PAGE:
Standing in the structure’s entry, he introduced his crew from England. Gordon Wilton lives in Derbyshire and told me he’s been working with the artist for 23 years.
“Done a hell of a lot of work with him,” he said. “Beautiful stuff, too.”
Wilton recalled the domes and passageways they've built in the past. Like Goldsworthy, he learned to be a waller decades ago while working on a farm where it’s a necessary task.
“I teach dry stone wall in back in England, but never get enough young people coming into the trade,” Wilton said. “You know, it’s like a dying art, dry-stone walling, which is sad, really.”
Wilton's proud to say his own son is also on Goldsworthy's team.
While the artist's stone projects are made to look almost effortless and as if they've been around for a while, Wilton said building them is anything but.
“It’s quite a challenge at times — sometimes we think it’s an impossibility,” he admitted. “Well, it always gets done.”
But not always the way the work began.
The deCordova project was conceived 10 years ago as an homage to historic New England ice houses. The plan was to roll a huge snowball each winter that would gradually melt inside a stone chamber.
Former deCordova curator and acting director Nick Capasso was involved in the beginning. He now heads the Fitchburg Art Museum. Back in 2011 Capasso was giddy over the prospect of Goldsworthy coming to Lincoln.
“He’s probably the best known — and arguably the best loved — contemporary artist in the world,” he gushed when we spoke.
Now, Capasso is just as excited about the "Watershed" as he was about the Snow House. In an email he told me, “The deCordova project will be the only Goldsworthy work in the public realm in New England, and will further distinguish deCordova as a leading national sculpture park.”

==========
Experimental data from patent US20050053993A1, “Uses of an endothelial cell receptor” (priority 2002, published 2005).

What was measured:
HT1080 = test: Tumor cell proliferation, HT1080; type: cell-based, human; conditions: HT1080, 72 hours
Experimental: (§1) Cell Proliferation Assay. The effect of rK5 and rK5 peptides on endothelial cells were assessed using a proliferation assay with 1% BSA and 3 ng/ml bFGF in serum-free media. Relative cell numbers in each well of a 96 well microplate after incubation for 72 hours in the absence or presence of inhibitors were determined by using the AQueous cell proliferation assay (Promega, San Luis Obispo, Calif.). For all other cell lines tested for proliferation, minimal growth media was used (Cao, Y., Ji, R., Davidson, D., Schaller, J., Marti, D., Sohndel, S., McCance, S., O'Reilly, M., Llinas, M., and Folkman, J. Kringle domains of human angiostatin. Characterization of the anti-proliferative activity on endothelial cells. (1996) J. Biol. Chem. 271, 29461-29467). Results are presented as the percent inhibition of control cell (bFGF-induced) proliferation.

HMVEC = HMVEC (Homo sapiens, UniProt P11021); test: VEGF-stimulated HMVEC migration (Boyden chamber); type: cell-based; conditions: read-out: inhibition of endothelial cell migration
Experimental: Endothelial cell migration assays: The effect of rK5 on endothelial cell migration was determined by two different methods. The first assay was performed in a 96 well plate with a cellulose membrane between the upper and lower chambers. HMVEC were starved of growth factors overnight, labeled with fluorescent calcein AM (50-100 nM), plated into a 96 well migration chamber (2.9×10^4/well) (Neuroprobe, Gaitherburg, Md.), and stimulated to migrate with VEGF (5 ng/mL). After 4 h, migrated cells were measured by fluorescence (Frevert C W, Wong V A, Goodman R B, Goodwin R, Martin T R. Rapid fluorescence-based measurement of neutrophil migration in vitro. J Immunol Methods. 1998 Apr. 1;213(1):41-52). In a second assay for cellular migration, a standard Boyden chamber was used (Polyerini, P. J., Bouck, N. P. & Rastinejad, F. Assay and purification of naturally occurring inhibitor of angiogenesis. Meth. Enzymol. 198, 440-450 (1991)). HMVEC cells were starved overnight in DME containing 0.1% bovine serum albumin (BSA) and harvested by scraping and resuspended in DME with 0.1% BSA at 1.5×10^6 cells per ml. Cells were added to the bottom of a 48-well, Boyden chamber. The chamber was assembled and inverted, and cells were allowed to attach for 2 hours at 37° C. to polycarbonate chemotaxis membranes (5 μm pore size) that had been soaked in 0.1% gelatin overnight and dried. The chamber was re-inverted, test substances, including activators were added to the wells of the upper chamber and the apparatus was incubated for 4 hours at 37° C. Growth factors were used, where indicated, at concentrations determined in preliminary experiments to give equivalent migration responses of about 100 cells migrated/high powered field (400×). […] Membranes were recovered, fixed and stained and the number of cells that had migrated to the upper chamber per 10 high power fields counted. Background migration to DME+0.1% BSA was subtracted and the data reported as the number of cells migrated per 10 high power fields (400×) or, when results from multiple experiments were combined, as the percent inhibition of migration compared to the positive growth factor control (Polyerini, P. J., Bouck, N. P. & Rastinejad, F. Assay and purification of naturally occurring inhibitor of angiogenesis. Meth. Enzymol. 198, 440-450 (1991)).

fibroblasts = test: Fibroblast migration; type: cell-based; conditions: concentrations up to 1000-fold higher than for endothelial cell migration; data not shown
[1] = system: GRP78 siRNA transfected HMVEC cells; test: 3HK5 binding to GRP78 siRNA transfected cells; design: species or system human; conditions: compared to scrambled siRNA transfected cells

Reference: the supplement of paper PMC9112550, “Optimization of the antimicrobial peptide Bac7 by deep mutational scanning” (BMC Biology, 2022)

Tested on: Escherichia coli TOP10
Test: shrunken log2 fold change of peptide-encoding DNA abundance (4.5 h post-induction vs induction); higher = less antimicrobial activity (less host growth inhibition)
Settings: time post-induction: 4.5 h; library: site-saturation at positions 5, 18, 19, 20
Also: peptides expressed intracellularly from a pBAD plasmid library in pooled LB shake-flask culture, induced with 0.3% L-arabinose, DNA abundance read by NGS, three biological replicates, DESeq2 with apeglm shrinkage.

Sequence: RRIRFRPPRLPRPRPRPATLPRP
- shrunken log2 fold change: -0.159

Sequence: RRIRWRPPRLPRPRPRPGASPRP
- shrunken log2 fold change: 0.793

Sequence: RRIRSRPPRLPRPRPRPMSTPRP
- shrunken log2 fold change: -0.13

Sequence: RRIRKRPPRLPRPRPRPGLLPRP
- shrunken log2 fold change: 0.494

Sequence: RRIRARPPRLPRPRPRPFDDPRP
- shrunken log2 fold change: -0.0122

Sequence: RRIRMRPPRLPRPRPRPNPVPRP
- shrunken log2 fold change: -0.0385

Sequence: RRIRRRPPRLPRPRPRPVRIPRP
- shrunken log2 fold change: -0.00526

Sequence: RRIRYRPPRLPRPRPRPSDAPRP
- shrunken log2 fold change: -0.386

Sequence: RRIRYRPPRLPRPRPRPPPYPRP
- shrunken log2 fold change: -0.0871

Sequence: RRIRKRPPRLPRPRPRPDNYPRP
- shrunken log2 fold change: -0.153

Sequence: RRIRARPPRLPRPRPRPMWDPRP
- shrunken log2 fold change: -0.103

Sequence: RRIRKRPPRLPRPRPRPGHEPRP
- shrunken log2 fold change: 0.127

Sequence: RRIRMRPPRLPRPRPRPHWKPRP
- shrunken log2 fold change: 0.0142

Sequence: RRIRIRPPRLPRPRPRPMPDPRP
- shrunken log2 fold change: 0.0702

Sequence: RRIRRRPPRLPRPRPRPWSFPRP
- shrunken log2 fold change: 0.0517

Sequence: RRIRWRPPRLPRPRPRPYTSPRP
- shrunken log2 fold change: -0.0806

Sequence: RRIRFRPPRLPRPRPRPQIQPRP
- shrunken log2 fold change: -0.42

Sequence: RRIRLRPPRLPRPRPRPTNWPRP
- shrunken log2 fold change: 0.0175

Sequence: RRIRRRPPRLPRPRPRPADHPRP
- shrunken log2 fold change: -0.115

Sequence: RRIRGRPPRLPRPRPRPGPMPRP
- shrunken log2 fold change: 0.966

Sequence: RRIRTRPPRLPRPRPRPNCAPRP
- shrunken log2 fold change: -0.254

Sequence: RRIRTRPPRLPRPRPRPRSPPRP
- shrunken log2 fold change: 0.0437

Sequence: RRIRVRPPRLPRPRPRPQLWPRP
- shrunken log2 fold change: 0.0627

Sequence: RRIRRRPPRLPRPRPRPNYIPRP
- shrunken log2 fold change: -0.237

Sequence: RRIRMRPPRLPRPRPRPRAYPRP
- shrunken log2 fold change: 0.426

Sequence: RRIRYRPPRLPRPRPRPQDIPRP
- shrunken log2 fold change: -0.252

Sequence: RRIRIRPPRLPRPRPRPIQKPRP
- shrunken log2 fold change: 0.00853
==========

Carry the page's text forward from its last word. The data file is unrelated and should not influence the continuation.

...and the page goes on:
Standing over the drain hole, John Ravenal, the deCordova's third director to work with the artist, said Goldsworthy stuck with his vision while pivoting to overcome the complexity of engineering that killed the original concept.
“Andy went back to the drawing board,” Ravenal told me, “but he still created something that interacts specifically with our landscape, and with these natural phenomena that were all aware of but were not always sort of top of mind.”
The "Watershed" requires a ton of engineering, too, along with approvals from Lincoln’s Conservation Commission. That’s because the project is uphill from Flint’s Pond, the town’s water supply.
“And what's underground, and what you can't see at all, are a whole series of holding and drainage tanks where the water that's coming through the piece is being absorbed back into the ground in multiple different ways.”
Ravenal believes the "Watershed" makes something visible that so many of us overlook: the issue of run-off’s negative impact on the environment.
“Actually it's a surprising amount of water that comes off of that parking lot," he said. "And again it highlights something that we don't think about — how much land is covered with asphalt and what happens to all that water.”
Mother Nature's myriad forces will change the "Watershed" over time as fuzzy, green moss and lichens grow across its pale gray stones. While the structure is incredibly solid, Goldsworthy said it's also vulnerable — like all of his permanent works.
“Unless they're sat in, unless they're used, they will die,” he reflected.
That's unlikely at the deCordova, though, considering the numbers of fans who make pilgrimages to see Goldsworthy's installations at places like San Francisco’s Presidio and Storm King in the Hudson Valley where I visited last summer.
In Lincoln, the artist hopes visitors will engage with the environment's cycles — its volatility and peace — whenever they enter the "Watershed."
“This will sit here dormant most of the time and then it will come to life when it rains with an unpredictability that I really like,” Goldsworthy said. “You know, granite is gravestones — it's a dead stone — this is a perfect foil for a work like this that’s going to erupt into life every so often, then go quiet again.”
If this summer's dramatic rain storms continue, Andy Goldsworthy’s "Watershed" will have plenty to say when it's officially unveiled in the fall. It opens to the public November 9.
Between now and then, extensive landscaping will embed the structure into the hillside and the drainage systems will be tested. At this moment, though, the artist still isn't completely sure it will work the way he envisions. "This is the unknown," he said with a laugh, "and it's the thrill."
This article was originally published on July 09, 2019.
This segment aired on July 9, 2019.